Trump said he canceled his meeting with Putin over Ukraine. They met at the G20 anyway – The U.S. president just can’t quit Vladimir Putin, who wants yet another meeting before the middle of next year.
The White House said last week that President Donald Trump would not meet with Russian President Vladimir Putin at the G20 summit, in a move meant to show U.S. displeasure over Moscow’s aggression toward Ukraine.
Somehow though, the two leaders met, after all, the Kremlin has revealed. News reports said Trump and Putin talked on the sidelines of the gathering of global leaders, which wrapped up late Saturday in Buenos Aires.
And that’s not the last of it. Putin says he’d like to meet Trump again before the middle of next year.
“Of course a new meeting is possible,” Kremlin aide Yuri Ushakov told reporters, according to Reuters. “Now we need to again have talked about preparing such a meeting.”
The White House confirmed that Trump and Putin held what was described as an “informal conversation” at dinner on Friday evening.
The issue of how often Trump and Putin meet — usually outside the earshot of others — has become a more salient issue than ever. The question has increased in importance after revelations last week that Trump had been in negotiations, deep into his presidential campaign, to build a massive tower in Moscow.
Redditors think Putin might have just told Trump to say it was canceled so it would look worse when it happened.
Literally, as soon as Trump said it was off newspapers were saying it would still happen exactly like this.
Michelle Obama’s “Becoming” is 2018’s bestselling book after only 15 days.
It took only two weeks for Michelle Obama’s memoir Becoming to top the 2018 book charts. Its publisher, Penguin Random House, announced on Nov. 30 that the book sold more than 2 million copies across the US and Canada in the 15 days since its launch on Nov. 13. The number includes all formats, including e-book and audiobook.
The book gives unprecedented insight into Obama’s life after a decade in the global spotlight. In it, she talks about her marriage, race, career, family, and variously associated struggles. She also lays into Donald Trump.
Meanwhile, her memoir surpassed in sales the loudest book account of the Trump presidency, Michael Wolff’s Fire and Fury, despite the latter’s 11-month head start.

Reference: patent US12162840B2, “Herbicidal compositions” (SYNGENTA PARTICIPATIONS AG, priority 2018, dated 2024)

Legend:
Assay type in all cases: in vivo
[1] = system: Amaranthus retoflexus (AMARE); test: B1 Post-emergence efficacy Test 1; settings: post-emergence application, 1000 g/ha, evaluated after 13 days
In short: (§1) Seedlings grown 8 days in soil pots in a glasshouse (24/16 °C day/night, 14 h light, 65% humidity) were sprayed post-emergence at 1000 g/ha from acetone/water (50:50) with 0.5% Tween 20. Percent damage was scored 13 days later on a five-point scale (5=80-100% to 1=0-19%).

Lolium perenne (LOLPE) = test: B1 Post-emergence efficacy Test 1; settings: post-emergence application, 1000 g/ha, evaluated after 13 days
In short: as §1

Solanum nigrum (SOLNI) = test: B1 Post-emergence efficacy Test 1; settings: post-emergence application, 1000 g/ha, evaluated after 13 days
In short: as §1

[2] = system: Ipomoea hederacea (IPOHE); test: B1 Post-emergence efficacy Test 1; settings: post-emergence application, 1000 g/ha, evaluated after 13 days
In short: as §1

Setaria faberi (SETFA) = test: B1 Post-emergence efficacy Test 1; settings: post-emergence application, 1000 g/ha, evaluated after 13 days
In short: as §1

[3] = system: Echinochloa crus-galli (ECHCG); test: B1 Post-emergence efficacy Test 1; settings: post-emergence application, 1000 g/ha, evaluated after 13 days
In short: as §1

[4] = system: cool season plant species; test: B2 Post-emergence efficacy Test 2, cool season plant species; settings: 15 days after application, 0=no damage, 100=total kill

Users of Reddit say that it’s a great book. one of them has Just finished reading it and says that it gave a great perspective in today’s world where it’s really easy to be cynical and lose hope.
Half the land in Oklahoma could be returned to Native Americans. It should be
On the morning of June 22, 1839, the Cherokee leader John Ridge was pulled from his bed, dragged into his front yard and stabbed 84 times while his family watched. He was assassinated for signing the Cherokee Nation’s removal treaty, a document that — in exchange for the tribe’s homelands — promised uninterrupted sovereignty over a third of the land in present-day Oklahoma. That promise was not kept.
The history of tribal land, with small exceptions, has moved unforgivingly in one direction. Today, American Indian reservations comprise only 55 million acres or 2 percent of all land in the United States. Meanwhile, the National Forest Service occupies 200 million acres. In the emergence of this great nation, our government set aside more land for trees than for Indians.
Oklahoma’s position is that no such statement is needed because the sheer and devastating totality of “everything [that] was taken away from tribes,” as the state’s lawyer argued, is indication enough that Congress intended to leave them with nothing, much less a reservation, and “not one single absolute smidgen” of sovereignty over their land.
More than 100 Indian reservations went through allotment, and arguably every tribe has had something — whether land, children, money, books or papers — seized by the United States or their surrounding state. If such hostile actions alone can be evidence to the Supreme Court that a reservation no longer exists, tribes could lose land without their or even Congress’s consent. In short, it would set a unique and dangerous precedent that merely treating Native Nations as though their land does not belong to them is enough to take it away.
If the Supreme Court rules in favor of the Muscogee (Creek) Nation, the land that John Ridge not only died on but for could be acknowledged as Cherokee land for the first time in more than 100 years. John signed the treaty of New Echota knowing he would be killed for it but believing that the rights of the Cherokee Nation enshrined in that blood-soaked document were worth it.